The Mage can do 1D8 + 1D4 (messy) if he takes battle mage and later 1d8+1d8 for the improved version of that.

    Its not much more but it is more. Also it ignores armor and works on an area by default.

  8. Ben Wilson In my version you have to choose a focus for your Magic, so you cant cast any magic you want. You have some things you can do good (always at least +1) some you can do ok (at -1) and some you simply cant do. Based on the Focus you took. And those are relativly narrow too. Most things you want to do would fall into the -1 category.

  9. Ben Wilson​ it helps keep the Mage in check by only allowing the user to do magic in their field of study however, the magic the Mage can do, if not kept in check, is endless.

    The alternate classes are a great try at non-vancian classes, but to be honest, use the wizard and such and add your own spells as you adventure. I’m sure they will come across a library

  10. hmm.. Maybe you are right. Robert Doe I already let my players do a lot of things with ritual magic and giving the cleric boons from his god in the default classes. Plus they are pretty new to roleplaying anyways.

    Also: you can always add more spells.. thats right.

    hmm.. what do you guys think about the Artificer?

  11. Vincent Shine I like the artificer as an alchemist style character more than other game’s alchemists. Gives them fun items to use and the GM valuable things to put at risk. Sure a freeze cannon is powerful, but what if an cunning enemy steals it from you?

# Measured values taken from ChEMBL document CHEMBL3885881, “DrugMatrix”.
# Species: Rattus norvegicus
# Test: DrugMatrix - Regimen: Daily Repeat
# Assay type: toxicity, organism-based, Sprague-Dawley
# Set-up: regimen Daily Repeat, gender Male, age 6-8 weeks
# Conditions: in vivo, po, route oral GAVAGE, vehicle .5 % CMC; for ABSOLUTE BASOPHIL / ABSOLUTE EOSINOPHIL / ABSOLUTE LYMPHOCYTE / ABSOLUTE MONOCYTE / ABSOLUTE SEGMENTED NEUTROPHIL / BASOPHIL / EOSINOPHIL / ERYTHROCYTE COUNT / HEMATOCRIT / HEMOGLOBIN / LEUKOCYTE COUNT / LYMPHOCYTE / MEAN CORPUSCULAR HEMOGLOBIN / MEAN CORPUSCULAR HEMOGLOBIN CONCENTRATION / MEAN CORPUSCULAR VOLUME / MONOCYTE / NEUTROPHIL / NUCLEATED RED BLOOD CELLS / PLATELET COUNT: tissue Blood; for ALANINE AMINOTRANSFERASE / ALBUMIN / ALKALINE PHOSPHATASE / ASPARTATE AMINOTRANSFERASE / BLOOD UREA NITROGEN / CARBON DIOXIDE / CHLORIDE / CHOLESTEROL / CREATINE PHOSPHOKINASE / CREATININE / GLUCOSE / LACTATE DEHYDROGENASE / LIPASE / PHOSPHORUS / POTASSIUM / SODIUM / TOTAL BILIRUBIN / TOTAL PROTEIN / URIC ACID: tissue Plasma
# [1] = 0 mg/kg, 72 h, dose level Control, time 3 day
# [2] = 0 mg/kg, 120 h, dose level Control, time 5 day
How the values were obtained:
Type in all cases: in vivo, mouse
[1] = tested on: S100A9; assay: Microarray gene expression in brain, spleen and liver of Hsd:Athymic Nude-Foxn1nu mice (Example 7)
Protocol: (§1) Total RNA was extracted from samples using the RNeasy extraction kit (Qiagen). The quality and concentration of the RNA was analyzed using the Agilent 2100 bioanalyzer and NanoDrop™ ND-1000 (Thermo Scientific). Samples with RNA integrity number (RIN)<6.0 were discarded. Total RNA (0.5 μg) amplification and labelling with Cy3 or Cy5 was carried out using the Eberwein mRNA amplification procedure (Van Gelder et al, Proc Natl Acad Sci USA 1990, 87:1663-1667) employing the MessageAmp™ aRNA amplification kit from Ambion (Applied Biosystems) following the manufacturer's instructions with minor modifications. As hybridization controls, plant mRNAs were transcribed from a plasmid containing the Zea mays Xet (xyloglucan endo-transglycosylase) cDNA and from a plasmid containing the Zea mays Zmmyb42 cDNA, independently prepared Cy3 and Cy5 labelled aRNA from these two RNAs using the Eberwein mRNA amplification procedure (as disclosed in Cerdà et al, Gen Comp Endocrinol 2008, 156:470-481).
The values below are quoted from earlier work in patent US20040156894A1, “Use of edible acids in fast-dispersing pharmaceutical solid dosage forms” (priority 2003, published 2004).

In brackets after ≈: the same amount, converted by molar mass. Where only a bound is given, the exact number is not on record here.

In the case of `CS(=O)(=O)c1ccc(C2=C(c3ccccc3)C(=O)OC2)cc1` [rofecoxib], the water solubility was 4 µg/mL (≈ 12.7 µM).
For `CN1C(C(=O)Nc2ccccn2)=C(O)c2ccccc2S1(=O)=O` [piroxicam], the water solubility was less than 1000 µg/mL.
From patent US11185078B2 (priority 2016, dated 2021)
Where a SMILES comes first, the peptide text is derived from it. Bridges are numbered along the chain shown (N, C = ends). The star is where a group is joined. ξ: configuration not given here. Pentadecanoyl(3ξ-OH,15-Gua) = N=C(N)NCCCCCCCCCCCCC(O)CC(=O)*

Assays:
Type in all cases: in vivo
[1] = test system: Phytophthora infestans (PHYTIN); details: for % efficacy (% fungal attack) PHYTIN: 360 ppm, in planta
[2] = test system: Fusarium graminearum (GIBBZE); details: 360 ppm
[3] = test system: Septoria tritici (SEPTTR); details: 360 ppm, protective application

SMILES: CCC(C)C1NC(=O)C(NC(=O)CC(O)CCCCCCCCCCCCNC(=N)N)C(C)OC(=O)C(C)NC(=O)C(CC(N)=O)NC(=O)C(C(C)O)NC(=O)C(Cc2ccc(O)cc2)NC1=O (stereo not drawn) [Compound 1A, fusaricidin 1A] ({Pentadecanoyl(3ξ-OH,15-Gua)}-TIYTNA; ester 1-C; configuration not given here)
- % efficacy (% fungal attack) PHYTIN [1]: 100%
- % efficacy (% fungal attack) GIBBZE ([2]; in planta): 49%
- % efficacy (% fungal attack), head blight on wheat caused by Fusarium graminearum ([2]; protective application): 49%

12. I’ll second Samuel Bogumill’s recommendation of the artificer. It’s a lot of fun to both play and GM, as long as the player feels empowered to stretch the limits of what their devices can do and the GM supports that.

    The mechanics have a couple rough spots, but they mostly work themselves out. 

  13. Thx. I think ill add the Immolator, the Barbarian and the Artificer and take some inspirations from the Priest and Mage for the normal base classes for adding flavor 🙂

    I can always add compendium classes, Spells and Magic Items to the Game.

  14. Oh… mostly the blurry line between when to use Field Test vs Jury-Rig, and how you end up resolving those moves.

    It’s super hard to describe what I mean without getting into huge long actual play examples, but it… grinds a little. We’d often have to stop and talk through how to apply the moves and interpret the results a lot more than we did with any other move.

    It’s nothing you can’t get past, and it doesn’t break the class or the game or even make it much less fun.  Just something to be prepared for, I guess. 

  15. yeah I also find it a bit hard to understand but as i read it it seems that Field Test is the “use Gadget”-Move and Jury-Rig is the “build something new / Modify something you have”-Move. So when Field Test wouldnt work with what he has, he needs Jury Rig.

    Thats what i got out of it. But i never actually GMed it 😉 Thats why I am asking, to be able to think about Problems before they are handled in Game. To be able to prepare myself for that.

  16. OK, I have that one. But it doesn’t have the ‘Field Test’ move as Jeremy Strandberg​ mentioned.

    Didn’t know which on was more up to date and excepted

  17. I’m a bit late to the conversation, but I played an Artificer in a short-lived play-by-post game.  We ran Field Test and Jury Rig as Vincent Shine describes above, except maybe I think we restricted it to “modify something you have.”  It seemed to work fine in that context, but I haven’t played in in a face-to-face setting.